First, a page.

Is the practice of goal-setting for patients in acute stroke care patient-centred and what factors influence this? A qualitative study

Sheeba Rosewilliam, Carron Sintler, Anand D Pandyan, John Skelton, Carolyn A Roskell
Clinical Rehabilitation 2016, 30 (5): 508-19

OBJECTIVE: To explore whether goal-setting for rehabilitation with acute stroke survivors is patient-centred and identify factors which influence the adoption of patient-centredness in goal-setting practice.

SETTING: Acute stroke unit in a large teaching hospital in England.

PARTICIPANTS: Patients with stroke who had no cognitive or significant communication problems and health care professionals who had a significant engagement with an individual patient were approached for participation.

METHOD: Multiple qualitative methods were used. Perceptions and beliefs about patient-centredness, within the context of goal-setting, were collected from patients and corresponding professionals using qualitative semi-structured interviews. Adoption of patient-centred behaviour was triangulated using analysis of patient records and observation of team meetings related to participating patients.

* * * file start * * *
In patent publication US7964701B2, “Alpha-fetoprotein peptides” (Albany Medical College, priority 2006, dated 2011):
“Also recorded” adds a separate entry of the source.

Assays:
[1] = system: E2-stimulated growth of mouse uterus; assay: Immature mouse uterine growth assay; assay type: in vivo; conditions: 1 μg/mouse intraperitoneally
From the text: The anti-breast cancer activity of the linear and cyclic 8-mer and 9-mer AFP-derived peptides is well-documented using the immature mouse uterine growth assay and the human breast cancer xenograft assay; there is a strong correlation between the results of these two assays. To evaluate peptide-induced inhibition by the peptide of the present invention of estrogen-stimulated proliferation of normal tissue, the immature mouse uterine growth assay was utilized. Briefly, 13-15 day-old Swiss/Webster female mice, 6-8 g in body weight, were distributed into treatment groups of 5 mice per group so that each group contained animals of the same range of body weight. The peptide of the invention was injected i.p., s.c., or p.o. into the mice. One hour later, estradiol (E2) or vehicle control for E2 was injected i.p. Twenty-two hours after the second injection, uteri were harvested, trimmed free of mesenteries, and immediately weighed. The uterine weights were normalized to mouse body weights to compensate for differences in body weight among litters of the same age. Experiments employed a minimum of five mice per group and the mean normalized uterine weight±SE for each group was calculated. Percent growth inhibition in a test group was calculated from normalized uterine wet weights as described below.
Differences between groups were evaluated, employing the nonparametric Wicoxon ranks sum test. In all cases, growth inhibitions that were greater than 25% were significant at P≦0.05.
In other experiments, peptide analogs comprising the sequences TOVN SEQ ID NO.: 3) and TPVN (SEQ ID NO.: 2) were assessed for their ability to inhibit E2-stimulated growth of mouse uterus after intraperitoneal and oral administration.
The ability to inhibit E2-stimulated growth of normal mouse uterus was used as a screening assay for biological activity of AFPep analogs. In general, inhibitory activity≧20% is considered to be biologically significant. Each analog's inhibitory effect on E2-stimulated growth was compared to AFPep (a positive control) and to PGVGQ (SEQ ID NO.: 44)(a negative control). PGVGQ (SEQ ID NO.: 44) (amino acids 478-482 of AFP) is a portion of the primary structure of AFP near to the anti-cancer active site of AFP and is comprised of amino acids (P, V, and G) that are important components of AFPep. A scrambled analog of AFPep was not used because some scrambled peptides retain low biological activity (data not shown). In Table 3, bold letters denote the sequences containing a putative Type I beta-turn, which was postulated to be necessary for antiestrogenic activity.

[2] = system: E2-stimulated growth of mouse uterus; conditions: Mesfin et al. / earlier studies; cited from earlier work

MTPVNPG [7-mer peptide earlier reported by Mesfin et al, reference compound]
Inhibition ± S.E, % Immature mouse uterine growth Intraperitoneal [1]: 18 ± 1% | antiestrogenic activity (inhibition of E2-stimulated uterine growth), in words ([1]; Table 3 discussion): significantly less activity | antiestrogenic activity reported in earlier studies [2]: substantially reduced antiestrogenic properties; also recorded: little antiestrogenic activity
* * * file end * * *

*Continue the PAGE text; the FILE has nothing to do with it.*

DATA ANALYSIS: Interview transcripts and field notes were coded, clustered under categories and descriptively summarised. Additionally, data from patients' documents were summarised. These summaries were then mapped on to an a-priori frame work of patient-centredness from which further interpretative themes were derived.

RESULTS: Seven patients and seven health-care professionals participated. Goal-setting was not consistently patient-centred as evidenced by a) incongruities between patients and professionals in setting, communicating and prioritising of goals and b) dysfunctional therapeutic relationships. The factors that influenced patient-centred goal-setting were both professional and patient beliefs and attributes, work-culture, practice model, limitations in knowledge and systems that disempowered both professionals and patients.

CONCLUSION: It may be possible to infer that current local practice of goal-setting was inadequately patient-centred. Further research is required to identify strategies to overcome these challenges and to develop patient-centred goal-setting methods.

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